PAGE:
Chinatown, Kobe-city, Japan - 29th August 2011
Nankinmachi - Chinatown in Kobe
There are 3 large Chinatowns in Japan, in Yokohama, in Nagasaki and here in Kobe.
Nankinmachi looks more colorful than other Japanese areas. Coloring red is very cute.
Just like staying home, I have a good feeling now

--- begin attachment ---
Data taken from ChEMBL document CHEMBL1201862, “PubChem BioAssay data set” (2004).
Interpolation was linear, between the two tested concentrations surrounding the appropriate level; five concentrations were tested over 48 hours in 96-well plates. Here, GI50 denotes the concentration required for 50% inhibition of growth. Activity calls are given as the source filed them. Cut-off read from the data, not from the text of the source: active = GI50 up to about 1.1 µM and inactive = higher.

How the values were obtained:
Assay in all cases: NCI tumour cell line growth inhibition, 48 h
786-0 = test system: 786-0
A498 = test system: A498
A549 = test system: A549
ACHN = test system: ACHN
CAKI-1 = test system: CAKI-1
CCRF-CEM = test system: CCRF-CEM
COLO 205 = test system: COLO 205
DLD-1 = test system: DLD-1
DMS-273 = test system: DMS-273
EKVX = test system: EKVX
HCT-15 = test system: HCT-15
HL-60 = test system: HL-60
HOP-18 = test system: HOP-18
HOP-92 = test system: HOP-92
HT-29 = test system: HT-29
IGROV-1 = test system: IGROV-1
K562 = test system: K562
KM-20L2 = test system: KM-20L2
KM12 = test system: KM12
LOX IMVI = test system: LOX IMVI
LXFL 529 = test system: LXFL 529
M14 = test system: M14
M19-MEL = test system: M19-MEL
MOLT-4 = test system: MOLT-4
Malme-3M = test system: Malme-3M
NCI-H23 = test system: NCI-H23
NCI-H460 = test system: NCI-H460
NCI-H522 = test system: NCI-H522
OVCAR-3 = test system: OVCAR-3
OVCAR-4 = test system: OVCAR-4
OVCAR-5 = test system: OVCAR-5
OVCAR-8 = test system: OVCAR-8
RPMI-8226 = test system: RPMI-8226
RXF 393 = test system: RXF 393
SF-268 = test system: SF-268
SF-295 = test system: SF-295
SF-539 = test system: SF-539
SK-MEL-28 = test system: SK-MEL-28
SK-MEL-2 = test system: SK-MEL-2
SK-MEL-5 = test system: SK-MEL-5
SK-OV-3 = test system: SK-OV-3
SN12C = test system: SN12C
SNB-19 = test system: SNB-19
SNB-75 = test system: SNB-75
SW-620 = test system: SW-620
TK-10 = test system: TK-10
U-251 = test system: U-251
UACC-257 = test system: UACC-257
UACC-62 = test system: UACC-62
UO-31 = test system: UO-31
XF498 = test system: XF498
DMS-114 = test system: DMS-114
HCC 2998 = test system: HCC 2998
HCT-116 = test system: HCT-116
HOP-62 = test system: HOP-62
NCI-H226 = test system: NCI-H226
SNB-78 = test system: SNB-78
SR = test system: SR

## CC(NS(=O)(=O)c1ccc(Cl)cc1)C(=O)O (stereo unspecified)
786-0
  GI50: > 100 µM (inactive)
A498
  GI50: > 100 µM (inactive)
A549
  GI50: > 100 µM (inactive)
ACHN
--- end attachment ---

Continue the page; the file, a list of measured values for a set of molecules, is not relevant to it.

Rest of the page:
Nankinmachi's origins date back to 1868, when Kobe's port was opened to foreigners, including Chinese immigrants from Canton, Fukien, and Samgong (Guangzhou, Fujian, Sanjiang). The newcomers settled in the western end of Kobe's foreign district, which soon became the focal point for subsequent Chinese migrants. During that time, the Chinese people were referred to as "people from Nanking" by the Japanese, hence the name "Nankinmachi"(Nanking Town). By the early 1920s, Nankinmachi was a vibrant area bustling with businesses, restaurants, and homes. That all changed, however, during the next two decades when many Chinese returned to China in response to Japan's expansion of Northeastern China, the Second Sino-Japanese War, and World War II. Destroyed during the allied bombings of Kobe, Nankinmachi was re-built after the war by the remaining Chinese community that stayed behind. In 1995, it was severely damaged during the horrific Great Hanshin Earthquake which killed nearly 6,000 people. It was quickly re-built, and once again thrives as the center of Chinese culture and activity throughout the Kansai region. There are currently 10,000 people residing in Kobe's Chinatown.